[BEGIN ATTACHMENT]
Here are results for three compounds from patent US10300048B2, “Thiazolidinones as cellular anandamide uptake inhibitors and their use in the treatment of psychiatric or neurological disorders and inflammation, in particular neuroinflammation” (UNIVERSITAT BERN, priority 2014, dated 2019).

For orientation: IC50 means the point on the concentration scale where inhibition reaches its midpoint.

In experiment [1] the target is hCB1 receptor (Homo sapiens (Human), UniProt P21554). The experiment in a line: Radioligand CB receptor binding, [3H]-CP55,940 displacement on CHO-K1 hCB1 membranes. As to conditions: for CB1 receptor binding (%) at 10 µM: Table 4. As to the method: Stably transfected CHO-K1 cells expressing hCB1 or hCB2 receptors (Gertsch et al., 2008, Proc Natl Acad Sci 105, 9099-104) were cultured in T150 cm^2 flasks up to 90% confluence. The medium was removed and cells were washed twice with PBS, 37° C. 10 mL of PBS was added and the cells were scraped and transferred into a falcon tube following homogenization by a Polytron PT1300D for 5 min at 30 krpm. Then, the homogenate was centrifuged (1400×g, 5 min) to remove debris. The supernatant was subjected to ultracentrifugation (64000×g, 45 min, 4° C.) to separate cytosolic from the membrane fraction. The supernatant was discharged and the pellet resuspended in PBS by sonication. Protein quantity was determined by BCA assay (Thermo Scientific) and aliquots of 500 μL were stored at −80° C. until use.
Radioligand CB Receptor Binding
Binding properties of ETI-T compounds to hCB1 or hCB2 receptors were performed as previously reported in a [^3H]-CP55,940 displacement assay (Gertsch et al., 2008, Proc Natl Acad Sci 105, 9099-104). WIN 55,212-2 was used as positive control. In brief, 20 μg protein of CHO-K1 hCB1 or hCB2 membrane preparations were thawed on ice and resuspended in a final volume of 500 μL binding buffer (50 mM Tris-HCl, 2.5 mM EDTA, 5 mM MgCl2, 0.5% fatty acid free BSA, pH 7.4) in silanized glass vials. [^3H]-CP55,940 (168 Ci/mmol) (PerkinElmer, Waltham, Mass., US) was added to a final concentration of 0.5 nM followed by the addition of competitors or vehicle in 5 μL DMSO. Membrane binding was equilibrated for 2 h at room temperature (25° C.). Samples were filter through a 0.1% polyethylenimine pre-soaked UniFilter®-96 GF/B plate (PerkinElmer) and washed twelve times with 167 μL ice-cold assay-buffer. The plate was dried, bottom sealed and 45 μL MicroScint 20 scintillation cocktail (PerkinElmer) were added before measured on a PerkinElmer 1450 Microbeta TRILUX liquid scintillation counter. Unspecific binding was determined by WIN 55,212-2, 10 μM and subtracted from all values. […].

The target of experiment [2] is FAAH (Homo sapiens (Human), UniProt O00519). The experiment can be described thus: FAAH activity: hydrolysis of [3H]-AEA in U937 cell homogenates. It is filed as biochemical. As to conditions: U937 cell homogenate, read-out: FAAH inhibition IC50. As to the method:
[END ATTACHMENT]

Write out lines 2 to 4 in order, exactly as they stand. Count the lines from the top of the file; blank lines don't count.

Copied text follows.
For orientation: IC50 means the point on the concentration scale where inhibition reaches its midpoint.

In experiment [1] the target is hCB1 receptor (Homo sapiens (Human), UniProt P21554). The experiment in a line: Radioligand CB receptor binding, [3H]-CP55,940 displacement on CHO-K1 hCB1 membranes. As to conditions: for CB1 receptor binding (%) at 10 µM: Table 4. As to the method: Stably transfected CHO-K1 cells expressing hCB1 or hCB2 receptors (Gertsch et al., 2008, Proc Natl Acad Sci 105, 9099-104) were cultured in T150 cm^2 flasks up to 90% confluence. The medium was removed and cells were washed twice with PBS, 37° C. 10 mL of PBS was added and the cells were scraped and transferred into a falcon tube following homogenization by a Polytron PT1300D for 5 min at 30 krpm. Then, the homogenate was centrifuged (1400×g, 5 min) to remove debris. The supernatant was subjected to ultracentrifugation (64000×g, 45 min, 4° C.) to separate cytosolic from the membrane fraction. The supernatant was discharged and the pellet resuspended in PBS by sonication. Protein quantity was determined by BCA assay (Thermo Scientific) and aliquots of 500 μL were stored at −80° C. until use.
Radioligand CB Receptor Binding